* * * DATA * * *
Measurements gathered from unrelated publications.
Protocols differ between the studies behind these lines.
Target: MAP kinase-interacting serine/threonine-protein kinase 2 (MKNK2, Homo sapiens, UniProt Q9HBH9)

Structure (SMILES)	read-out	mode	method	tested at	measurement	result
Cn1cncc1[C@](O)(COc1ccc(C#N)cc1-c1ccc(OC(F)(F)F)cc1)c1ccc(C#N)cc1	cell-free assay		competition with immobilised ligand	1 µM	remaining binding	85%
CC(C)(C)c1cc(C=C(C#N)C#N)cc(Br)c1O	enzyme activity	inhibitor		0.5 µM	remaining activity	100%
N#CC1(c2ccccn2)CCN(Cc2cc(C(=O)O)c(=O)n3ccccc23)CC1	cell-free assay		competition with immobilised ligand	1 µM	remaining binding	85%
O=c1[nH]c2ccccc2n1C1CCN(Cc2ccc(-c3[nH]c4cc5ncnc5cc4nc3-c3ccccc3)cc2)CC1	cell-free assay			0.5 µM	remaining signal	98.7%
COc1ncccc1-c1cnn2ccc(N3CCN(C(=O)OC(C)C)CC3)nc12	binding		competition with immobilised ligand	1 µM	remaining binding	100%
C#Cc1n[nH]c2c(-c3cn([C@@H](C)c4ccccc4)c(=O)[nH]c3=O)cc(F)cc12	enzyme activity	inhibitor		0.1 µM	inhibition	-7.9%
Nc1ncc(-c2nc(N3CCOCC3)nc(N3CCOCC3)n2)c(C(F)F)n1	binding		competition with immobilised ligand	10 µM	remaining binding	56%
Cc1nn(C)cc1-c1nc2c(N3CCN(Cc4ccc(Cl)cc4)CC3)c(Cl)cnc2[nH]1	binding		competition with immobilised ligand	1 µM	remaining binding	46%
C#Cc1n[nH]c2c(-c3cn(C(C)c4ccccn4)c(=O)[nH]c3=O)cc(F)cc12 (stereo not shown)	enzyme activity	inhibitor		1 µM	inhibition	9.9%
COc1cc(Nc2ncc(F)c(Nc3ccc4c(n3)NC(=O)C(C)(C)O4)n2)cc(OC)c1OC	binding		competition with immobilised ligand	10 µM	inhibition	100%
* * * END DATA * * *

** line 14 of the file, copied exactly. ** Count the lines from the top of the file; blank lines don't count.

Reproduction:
COc1cc(Nc2ncc(F)c(Nc3ccc4c(n3)NC(=O)C(C)(C)O4)n2)cc(OC)c1OC	binding		competition with immobilised ligand	10 µM	inhibition	100%